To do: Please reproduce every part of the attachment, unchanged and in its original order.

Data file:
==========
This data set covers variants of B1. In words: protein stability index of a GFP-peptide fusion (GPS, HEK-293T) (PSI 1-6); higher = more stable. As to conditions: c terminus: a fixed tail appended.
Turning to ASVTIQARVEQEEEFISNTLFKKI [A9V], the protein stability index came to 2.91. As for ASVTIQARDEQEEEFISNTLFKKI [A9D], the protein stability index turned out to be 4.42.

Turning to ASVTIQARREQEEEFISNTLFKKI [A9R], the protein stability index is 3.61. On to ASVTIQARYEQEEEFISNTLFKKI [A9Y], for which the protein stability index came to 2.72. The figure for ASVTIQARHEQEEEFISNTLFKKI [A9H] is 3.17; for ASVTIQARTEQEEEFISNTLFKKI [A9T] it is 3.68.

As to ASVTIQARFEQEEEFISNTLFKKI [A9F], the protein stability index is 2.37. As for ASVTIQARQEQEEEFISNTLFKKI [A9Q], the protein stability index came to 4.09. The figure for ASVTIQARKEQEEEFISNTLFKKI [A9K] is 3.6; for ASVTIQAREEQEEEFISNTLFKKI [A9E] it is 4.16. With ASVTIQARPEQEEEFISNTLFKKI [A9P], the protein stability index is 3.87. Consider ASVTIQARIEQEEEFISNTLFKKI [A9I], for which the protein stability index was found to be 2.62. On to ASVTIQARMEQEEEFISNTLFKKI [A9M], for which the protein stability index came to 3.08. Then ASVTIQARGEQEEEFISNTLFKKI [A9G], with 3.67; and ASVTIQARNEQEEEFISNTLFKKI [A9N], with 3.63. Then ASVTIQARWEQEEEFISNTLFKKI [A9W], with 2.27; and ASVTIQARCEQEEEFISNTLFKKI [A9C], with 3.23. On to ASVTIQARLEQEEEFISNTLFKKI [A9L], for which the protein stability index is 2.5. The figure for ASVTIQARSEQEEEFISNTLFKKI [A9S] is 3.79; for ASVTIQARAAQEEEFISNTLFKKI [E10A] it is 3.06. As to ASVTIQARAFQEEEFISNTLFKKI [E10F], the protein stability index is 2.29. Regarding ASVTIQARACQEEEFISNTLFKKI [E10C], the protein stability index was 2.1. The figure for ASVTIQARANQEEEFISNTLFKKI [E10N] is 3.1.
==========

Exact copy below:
This data set covers variants of B1. In words: protein stability index of a GFP-peptide fusion (GPS, HEK-293T) (PSI 1-6); higher = more stable. As to conditions: c terminus: a fixed tail appended.
Turning to ASVTIQARVEQEEEFISNTLFKKI [A9V], the protein stability index came to 2.91. As for ASVTIQARDEQEEEFISNTLFKKI [A9D], the protein stability index turned out to be 4.42.

Turning to ASVTIQARREQEEEFISNTLFKKI [A9R], the protein stability index is 3.61. On to ASVTIQARYEQEEEFISNTLFKKI [A9Y], for which the protein stability index came to 2.72. The figure for ASVTIQARHEQEEEFISNTLFKKI [A9H] is 3.17; for ASVTIQARTEQEEEFISNTLFKKI [A9T] it is 3.68.

As to ASVTIQARFEQEEEFISNTLFKKI [A9F], the protein stability index is 2.37. As for ASVTIQARQEQEEEFISNTLFKKI [A9Q], the protein stability index came to 4.09. The figure for ASVTIQARKEQEEEFISNTLFKKI [A9K] is 3.6; for ASVTIQAREEQEEEFISNTLFKKI [A9E] it is 4.16. With ASVTIQARPEQEEEFISNTLFKKI [A9P], the protein stability index is 3.87. Consider ASVTIQARIEQEEEFISNTLFKKI [A9I], for which the protein stability index was found to be 2.62. On to ASVTIQARMEQEEEFISNTLFKKI [A9M], for which the protein stability index came to 3.08. Then ASVTIQARGEQEEEFISNTLFKKI [A9G], with 3.67; and ASVTIQARNEQEEEFISNTLFKKI [A9N], with 3.63. Then ASVTIQARWEQEEEFISNTLFKKI [A9W], with 2.27; and ASVTIQARCEQEEEFISNTLFKKI [A9C], with 3.23. On to ASVTIQARLEQEEEFISNTLFKKI [A9L], for which the protein stability index is 2.5. The figure for ASVTIQARSEQEEEFISNTLFKKI [A9S] is 3.79; for ASVTIQARAAQEEEFISNTLFKKI [E10A] it is 3.06. As to ASVTIQARAFQEEEFISNTLFKKI [E10F], the protein stability index is 2.29. Regarding ASVTIQARACQEEEFISNTLFKKI [E10C], the protein stability index was 2.1. The figure for ASVTIQARANQEEEFISNTLFKKI [E10N] is 3.1.